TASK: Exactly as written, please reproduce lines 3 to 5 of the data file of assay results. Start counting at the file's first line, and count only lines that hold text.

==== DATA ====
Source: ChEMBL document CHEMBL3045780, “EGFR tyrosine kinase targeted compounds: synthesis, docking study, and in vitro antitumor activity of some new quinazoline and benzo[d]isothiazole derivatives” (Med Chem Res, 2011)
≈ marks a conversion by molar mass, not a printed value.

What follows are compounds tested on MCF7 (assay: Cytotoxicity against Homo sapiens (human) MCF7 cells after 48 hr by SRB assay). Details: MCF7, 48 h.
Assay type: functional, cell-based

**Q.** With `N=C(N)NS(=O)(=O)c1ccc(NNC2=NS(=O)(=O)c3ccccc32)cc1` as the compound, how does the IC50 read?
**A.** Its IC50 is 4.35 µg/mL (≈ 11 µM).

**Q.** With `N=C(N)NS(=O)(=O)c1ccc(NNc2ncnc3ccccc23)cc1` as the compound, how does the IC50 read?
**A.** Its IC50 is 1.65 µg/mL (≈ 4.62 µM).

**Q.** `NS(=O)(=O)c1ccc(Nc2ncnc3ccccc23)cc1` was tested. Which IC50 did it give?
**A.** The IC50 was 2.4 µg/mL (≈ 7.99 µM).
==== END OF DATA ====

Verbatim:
What follows are compounds tested on MCF7 (assay: Cytotoxicity against Homo sapiens (human) MCF7 cells after 48 hr by SRB assay). Details: MCF7, 48 h.
Assay type: functional, cell-based

**Q.** With `N=C(N)NS(=O)(=O)c1ccc(NNC2=NS(=O)(=O)c3ccccc32)cc1` as the compound, how does the IC50 read?